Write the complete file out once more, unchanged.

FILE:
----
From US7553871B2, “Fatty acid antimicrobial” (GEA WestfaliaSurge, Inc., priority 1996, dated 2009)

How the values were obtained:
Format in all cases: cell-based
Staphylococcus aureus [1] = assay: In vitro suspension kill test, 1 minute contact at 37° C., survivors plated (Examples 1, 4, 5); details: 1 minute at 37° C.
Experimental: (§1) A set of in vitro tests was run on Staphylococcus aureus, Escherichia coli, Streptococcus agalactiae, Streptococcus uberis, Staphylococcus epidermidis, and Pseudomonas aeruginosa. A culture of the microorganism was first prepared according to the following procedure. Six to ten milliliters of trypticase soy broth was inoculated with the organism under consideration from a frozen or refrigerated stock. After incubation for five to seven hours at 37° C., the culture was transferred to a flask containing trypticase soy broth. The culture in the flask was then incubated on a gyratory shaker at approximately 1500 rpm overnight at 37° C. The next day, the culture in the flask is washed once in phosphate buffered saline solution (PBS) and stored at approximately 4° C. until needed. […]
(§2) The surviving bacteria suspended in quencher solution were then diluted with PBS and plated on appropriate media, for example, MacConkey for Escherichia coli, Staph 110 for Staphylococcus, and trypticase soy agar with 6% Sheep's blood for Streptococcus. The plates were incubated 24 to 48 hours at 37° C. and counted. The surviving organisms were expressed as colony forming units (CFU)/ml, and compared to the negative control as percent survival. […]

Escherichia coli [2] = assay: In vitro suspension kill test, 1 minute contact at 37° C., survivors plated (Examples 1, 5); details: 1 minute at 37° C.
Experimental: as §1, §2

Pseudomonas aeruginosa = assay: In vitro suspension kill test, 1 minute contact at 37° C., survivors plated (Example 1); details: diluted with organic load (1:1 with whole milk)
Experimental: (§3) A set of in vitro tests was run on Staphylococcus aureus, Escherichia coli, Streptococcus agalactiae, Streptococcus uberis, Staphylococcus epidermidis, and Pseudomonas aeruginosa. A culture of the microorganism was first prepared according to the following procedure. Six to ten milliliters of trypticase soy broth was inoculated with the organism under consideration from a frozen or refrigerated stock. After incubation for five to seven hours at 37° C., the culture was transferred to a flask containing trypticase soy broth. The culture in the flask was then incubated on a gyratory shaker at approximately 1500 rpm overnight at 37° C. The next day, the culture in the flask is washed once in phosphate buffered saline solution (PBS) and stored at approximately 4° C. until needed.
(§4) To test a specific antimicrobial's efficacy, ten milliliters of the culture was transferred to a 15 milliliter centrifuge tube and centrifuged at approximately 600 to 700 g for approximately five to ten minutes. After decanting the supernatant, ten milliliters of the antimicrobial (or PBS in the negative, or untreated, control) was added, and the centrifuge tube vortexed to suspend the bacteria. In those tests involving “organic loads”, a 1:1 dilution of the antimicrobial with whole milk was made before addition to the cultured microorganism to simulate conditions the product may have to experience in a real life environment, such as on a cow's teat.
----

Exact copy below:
From US7553871B2, “Fatty acid antimicrobial” (GEA WestfaliaSurge, Inc., priority 1996, dated 2009)

How the values were obtained:
Format in all cases: cell-based
Staphylococcus aureus [1] = assay: In vitro suspension kill test, 1 minute contact at 37° C., survivors plated (Examples 1, 4, 5); details: 1 minute at 37° C.
Experimental: (§1) A set of in vitro tests was run on Staphylococcus aureus, Escherichia coli, Streptococcus agalactiae, Streptococcus uberis, Staphylococcus epidermidis, and Pseudomonas aeruginosa. A culture of the microorganism was first prepared according to the following procedure. Six to ten milliliters of trypticase soy broth was inoculated with the organism under consideration from a frozen or refrigerated stock. After incubation for five to seven hours at 37° C., the culture was transferred to a flask containing trypticase soy broth. The culture in the flask was then incubated on a gyratory shaker at approximately 1500 rpm overnight at 37° C. The next day, the culture in the flask is washed once in phosphate buffered saline solution (PBS) and stored at approximately 4° C. until needed. […]
(§2) The surviving bacteria suspended in quencher solution were then diluted with PBS and plated on appropriate media, for example, MacConkey for Escherichia coli, Staph 110 for Staphylococcus, and trypticase soy agar with 6% Sheep's blood for Streptococcus. The plates were incubated 24 to 48 hours at 37° C. and counted. The surviving organisms were expressed as colony forming units (CFU)/ml, and compared to the negative control as percent survival. […]

Escherichia coli [2] = assay: In vitro suspension kill test, 1 minute contact at 37° C., survivors plated (Examples 1, 5); details: 1 minute at 37° C.
Experimental: as §1, §2

Pseudomonas aeruginosa = assay: In vitro suspension kill test, 1 minute contact at 37° C., survivors plated (Example 1); details: diluted with organic load (1:1 with whole milk)
Experimental: (§3) A set of in vitro tests was run on Staphylococcus aureus, Escherichia coli, Streptococcus agalactiae, Streptococcus uberis, Staphylococcus epidermidis, and Pseudomonas aeruginosa. A culture of the microorganism was first prepared according to the following procedure. Six to ten milliliters of trypticase soy broth was inoculated with the organism under consideration from a frozen or refrigerated stock. After incubation for five to seven hours at 37° C., the culture was transferred to a flask containing trypticase soy broth. The culture in the flask was then incubated on a gyratory shaker at approximately 1500 rpm overnight at 37° C. The next day, the culture in the flask is washed once in phosphate buffered saline solution (PBS) and stored at approximately 4° C. until needed.
(§4) To test a specific antimicrobial's efficacy, ten milliliters of the culture was transferred to a 15 milliliter centrifuge tube and centrifuged at approximately 600 to 700 g for approximately five to ten minutes. After decanting the supernatant, ten milliliters of the antimicrobial (or PBS in the negative, or untreated, control) was added, and the centrifuge tube vortexed to suspend the bacteria. In those tests involving “organic loads”, a 1:1 dilution of the antimicrobial with whole milk was made before addition to the cultured microorganism to simulate conditions the product may have to experience in a real life environment, such as on a cow's teat.